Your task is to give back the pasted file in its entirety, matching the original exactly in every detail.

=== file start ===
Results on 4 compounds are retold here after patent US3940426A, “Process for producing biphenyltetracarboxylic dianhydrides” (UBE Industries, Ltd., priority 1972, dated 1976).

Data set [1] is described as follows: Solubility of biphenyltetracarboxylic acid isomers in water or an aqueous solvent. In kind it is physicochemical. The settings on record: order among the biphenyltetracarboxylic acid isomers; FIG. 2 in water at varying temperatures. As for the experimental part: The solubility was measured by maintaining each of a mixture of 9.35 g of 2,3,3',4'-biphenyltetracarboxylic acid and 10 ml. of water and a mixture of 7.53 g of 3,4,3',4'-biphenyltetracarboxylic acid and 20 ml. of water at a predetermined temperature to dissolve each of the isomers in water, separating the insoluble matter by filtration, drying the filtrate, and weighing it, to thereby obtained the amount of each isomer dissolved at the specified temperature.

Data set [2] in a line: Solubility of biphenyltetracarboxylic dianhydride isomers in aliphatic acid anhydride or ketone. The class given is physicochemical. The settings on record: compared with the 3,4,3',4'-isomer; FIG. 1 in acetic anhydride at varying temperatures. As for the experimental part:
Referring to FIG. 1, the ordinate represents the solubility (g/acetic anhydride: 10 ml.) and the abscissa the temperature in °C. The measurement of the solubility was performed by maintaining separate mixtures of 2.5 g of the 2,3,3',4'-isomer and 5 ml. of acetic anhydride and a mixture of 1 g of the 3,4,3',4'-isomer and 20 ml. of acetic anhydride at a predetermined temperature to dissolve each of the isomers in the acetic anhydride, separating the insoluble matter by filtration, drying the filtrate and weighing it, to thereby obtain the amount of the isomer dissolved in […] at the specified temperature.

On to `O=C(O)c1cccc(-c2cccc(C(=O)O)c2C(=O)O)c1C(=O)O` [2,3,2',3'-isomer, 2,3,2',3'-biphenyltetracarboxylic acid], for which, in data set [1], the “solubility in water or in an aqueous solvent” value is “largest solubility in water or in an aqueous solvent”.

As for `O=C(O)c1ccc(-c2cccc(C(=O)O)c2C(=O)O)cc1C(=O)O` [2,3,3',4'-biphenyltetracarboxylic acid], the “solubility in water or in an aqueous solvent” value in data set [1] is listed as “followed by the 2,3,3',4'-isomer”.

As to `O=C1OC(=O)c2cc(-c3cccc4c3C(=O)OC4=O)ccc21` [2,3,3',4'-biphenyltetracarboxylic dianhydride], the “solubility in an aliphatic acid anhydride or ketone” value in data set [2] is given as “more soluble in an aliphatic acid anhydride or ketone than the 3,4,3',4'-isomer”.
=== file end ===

Results on 4 compounds are retold here after patent US3940426A, “Process for producing biphenyltetracarboxylic dianhydrides” (UBE Industries, Ltd., priority 1972, dated 1976).

Data set [1] is described as follows: Solubility of biphenyltetracarboxylic acid isomers in water or an aqueous solvent. In kind it is physicochemical. The settings on record: order among the biphenyltetracarboxylic acid isomers; FIG. 2 in water at varying temperatures. As for the experimental part: The solubility was measured by maintaining each of a mixture of 9.35 g of 2,3,3',4'-biphenyltetracarboxylic acid and 10 ml. of water and a mixture of 7.53 g of 3,4,3',4'-biphenyltetracarboxylic acid and 20 ml. of water at a predetermined temperature to dissolve each of the isomers in water, separating the insoluble matter by filtration, drying the filtrate, and weighing it, to thereby obtained the amount of each isomer dissolved at the specified temperature.

Data set [2] in a line: Solubility of biphenyltetracarboxylic dianhydride isomers in aliphatic acid anhydride or ketone. The class given is physicochemical. The settings on record: compared with the 3,4,3',4'-isomer; FIG. 1 in acetic anhydride at varying temperatures. As for the experimental part:
Referring to FIG. 1, the ordinate represents the solubility (g/acetic anhydride: 10 ml.) and the abscissa the temperature in °C. The measurement of the solubility was performed by maintaining separate mixtures of 2.5 g of the 2,3,3',4'-isomer and 5 ml. of acetic anhydride and a mixture of 1 g of the 3,4,3',4'-isomer and 20 ml. of acetic anhydride at a predetermined temperature to dissolve each of the isomers in the acetic anhydride, separating the insoluble matter by filtration, drying the filtrate and weighing it, to thereby obtain the amount of the isomer dissolved in […] at the specified temperature.

On to `O=C(O)c1cccc(-c2cccc(C(=O)O)c2C(=O)O)c1C(=O)O` [2,3,2',3'-isomer, 2,3,2',3'-biphenyltetracarboxylic acid], for which, in data set [1], the “solubility in water or in an aqueous solvent” value is “largest solubility in water or in an aqueous solvent”.

As for `O=C(O)c1ccc(-c2cccc(C(=O)O)c2C(=O)O)cc1C(=O)O` [2,3,3',4'-biphenyltetracarboxylic acid], the “solubility in water or in an aqueous solvent” value in data set [1] is listed as “followed by the 2,3,3',4'-isomer”.

As to `O=C1OC(=O)c2cc(-c3cccc4c3C(=O)OC4=O)ccc21` [2,3,3',4'-biphenyltetracarboxylic dianhydride], the “solubility in an aliphatic acid anhydride or ketone” value in data set [2] is given as “more soluble in an aliphatic acid anhydride or ketone than the 3,4,3',4'-isomer”.